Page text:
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Das politisch interessierte Duo DCNY macht sich in der Rückbesinnung auf alte Werte auf ins neue Rapjahrzehnt. Beats, Rhymes & Life als Rezept gegen Thugged-Out-Machenschaften und BlingBling-Überdruss. Zurück in die Zukunft also? im kurzen Wortwechsel mit zwei interessanten Musikern…



First of all: Introduce yourself to Germany and the world!

Tre: My name is T.R.E. (The Real Existence) Best.

Musa: I am Musa the Penultimate.

What’s the meaning behind ‘DCNY’?

Tre: D.C.N.Y. Means a few things. First is Divine Cultured Native Youth, second is we are Da Craziest Niggas Yet. Last but not least I’m from Washington D.C. and Musa is from N.Y.

You call yourself a truncated form of the House Of Reps. Who/what is that?

Musa: I wouldn’t say a truncated form as much as an evolved form. House of Reps started with me and my friend Virg. Later an associate of his – named Life – joined the group. TRE was young but he was the fourth member. Things didn’t work out for the group (we had a little 12″ release in 96 that garnered little attention) and we kinda went separate ways. Tre and I continued making music.

You’ve recently released your debut-album “HipHop For Dummies”. What’s the idea behind such a title?

Tre: To me it means that this is what you would call “a guide line to the traditional style of emceeing, rhyming, and beat making” which in all is just a fragment of what hip hop is all about.

Musa: Exactly.

Are there any other – earlier – releases of DCNY? Please tell me something about how it all began…

TRE: It all began long long ago in a galaxy far far away! Sike im kidding… There are songs in the archives and the cosmic collective brought us together and began it all.

Musa: Tre and I are cousins. I’ve been doing hip hop a LONG time. I started as strictly an MC and then got into beats. As my appetite for rhyming waned, TRE happened to pick up the pen.

You’re music is influenced by many styles – which music do you listen to when you’re at home?

Tre: I listen to everything but in general I listen to all the ol’ school such as KRS-1, Public Enemy, De La Soul, R.A.T.M., Radio Head… shit I can go on and on. I have a jukebox on my apple mac.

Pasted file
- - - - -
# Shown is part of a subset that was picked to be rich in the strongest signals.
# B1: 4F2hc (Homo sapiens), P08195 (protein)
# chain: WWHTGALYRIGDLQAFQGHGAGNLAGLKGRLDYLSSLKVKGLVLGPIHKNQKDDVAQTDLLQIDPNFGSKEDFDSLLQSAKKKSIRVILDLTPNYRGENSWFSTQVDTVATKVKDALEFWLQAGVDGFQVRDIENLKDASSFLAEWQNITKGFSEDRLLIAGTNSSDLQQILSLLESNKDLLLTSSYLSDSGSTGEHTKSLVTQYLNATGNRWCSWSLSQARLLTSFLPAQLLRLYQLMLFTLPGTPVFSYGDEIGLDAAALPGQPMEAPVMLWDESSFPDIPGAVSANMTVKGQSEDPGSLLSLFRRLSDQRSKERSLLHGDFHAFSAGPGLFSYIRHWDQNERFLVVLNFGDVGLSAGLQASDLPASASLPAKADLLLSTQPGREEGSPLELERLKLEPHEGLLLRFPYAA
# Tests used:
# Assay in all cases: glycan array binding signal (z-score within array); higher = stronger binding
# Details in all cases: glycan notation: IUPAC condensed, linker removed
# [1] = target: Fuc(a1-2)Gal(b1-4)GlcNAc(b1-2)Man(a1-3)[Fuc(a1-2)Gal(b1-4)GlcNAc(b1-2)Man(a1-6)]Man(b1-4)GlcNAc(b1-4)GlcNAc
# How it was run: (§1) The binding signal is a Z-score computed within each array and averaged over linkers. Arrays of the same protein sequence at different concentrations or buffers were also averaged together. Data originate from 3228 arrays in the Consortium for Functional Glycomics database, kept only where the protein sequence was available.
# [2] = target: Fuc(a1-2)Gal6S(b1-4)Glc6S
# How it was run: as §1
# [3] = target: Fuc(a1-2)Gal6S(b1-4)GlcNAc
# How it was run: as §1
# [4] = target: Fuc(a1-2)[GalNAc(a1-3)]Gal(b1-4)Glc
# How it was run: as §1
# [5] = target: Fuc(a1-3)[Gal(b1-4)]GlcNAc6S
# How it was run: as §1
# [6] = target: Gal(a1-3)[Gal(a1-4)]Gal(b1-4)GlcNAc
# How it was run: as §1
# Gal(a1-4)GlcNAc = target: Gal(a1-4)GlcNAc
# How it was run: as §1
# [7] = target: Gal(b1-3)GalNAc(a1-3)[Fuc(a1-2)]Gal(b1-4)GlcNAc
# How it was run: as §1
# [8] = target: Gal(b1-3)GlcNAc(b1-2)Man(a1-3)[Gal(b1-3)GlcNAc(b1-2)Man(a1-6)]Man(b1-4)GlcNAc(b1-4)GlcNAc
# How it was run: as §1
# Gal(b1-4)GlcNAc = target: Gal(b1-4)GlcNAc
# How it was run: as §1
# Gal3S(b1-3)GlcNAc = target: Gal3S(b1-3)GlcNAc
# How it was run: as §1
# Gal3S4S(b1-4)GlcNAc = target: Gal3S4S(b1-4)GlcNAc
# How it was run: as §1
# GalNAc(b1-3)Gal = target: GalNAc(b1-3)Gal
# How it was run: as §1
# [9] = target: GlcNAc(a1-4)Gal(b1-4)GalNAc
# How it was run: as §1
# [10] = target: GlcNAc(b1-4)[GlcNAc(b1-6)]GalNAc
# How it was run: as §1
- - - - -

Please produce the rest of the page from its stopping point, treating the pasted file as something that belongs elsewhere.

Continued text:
Musa: I listen to a lot of 70s stuff. A lot of so-called underground hip hop- Little Brother, Pete Rock, Freddie Foxx etc. But I play everything at home. From Pink Floyd and Jethro Tull to Eddie Harris and Herbie Hancock, Prince to Michael Jackson. EVERYTHING.

In “Bin Laden” – one of the hidden bonus tracks on your album – you speak about the american wars after 9/11. What is President Bush doing wrong? (How) has life in New York City changed after the attacks on the World Trade Center in 2001?

Tre: WOW! I don’t know how much I am allowed to say on that fact because its really alot deeper than what we all are aware of. On the other hand the life of New York seems patriotic as a matter of fact the whole country is empathetic to this “Terrorism” situation that America faces right now.

Musa: Bush wasn’t even elected. He stole the presidency. Then 9/11 occurs and we go fight a war in an impoverished country that had no direct connection to the attacks: 17 of the alleged hijackers were from Saudi Arabia. Nevermind this [Afghanistan] is a country they want to build an oil pipeline through. Then Bush fabricates stories of Weapons of Mass Destruction in Iraq and goes to war there, protects the oil industry there and starts handing out millions (billions) of dollars in contracts to Halliburton, Bechtel and other corporations in which himself and his father, friends, cabinet members etc. own or will profit from. That’s what Bush is doing wrong!

Are there any political/religious groups or activists, whose work you appreciate?

Tre: Mmmm not yet, nope I can’t say that I can at the moment.

Musa: A lot of people are doing great things. It would be against the law of self preservation if the MEDIA reported what people were really doing.

What’s your opinion about the state of hiphop and rap in general? Is there a lack of political attitude? Is it still possible to make a change?

Tre: Hip hop mainstream is at a downfall like the stock market crash in the 30’s. The politics and every thing is cool if they rhyme about it but it’s not really what hip hop’s about. The change? Shit its making money and that’s what the bullshit is all about MONEY!

Musa: Like Mos Def said: Hip Hop is doing what we (the people) doing, and yeah right now shit is fucked up. Everybody just trying to get paid and that’s what hip hop is about, generally speaking.

Can you relate to other groups that hold it down (not only for political reasons)? Are there any artists you would like to do a record with?

Tre: I’d make a record with any one who’s up to par and kick the realness within the realm of true hearted hip hop.

Musa: I appreciate so many peoples art. I think collabing really has a lot to do with being able to vibe with the person. I don’t know about making a song with someone and just like laying verses and then shipping the protocols file across the country or some shit. But I THINK I would like to collab with a lot of peeps in a variety of styles.

What’s coming up next? What about your plans for the future: any collaborations, singles or maybe a new album?

Tre: Who knows whats next? Music, real hip hop shit. And as far as the collabing, its possible but who knows. I’d rather it be a surprise to all of us.

Musa: We working on new material. We working with our peeps New Speak, a group you will be hearing about soon. I’m working on doing a solo album..TRE gonna do a solo album. Soon Come!

Where can the average HipHop-Listener from Germany buy your music?


Any last words/shout outs?

Musa: Shout out to ugrap for the support and everybody in Germany. If everything works out we should be over there soon!

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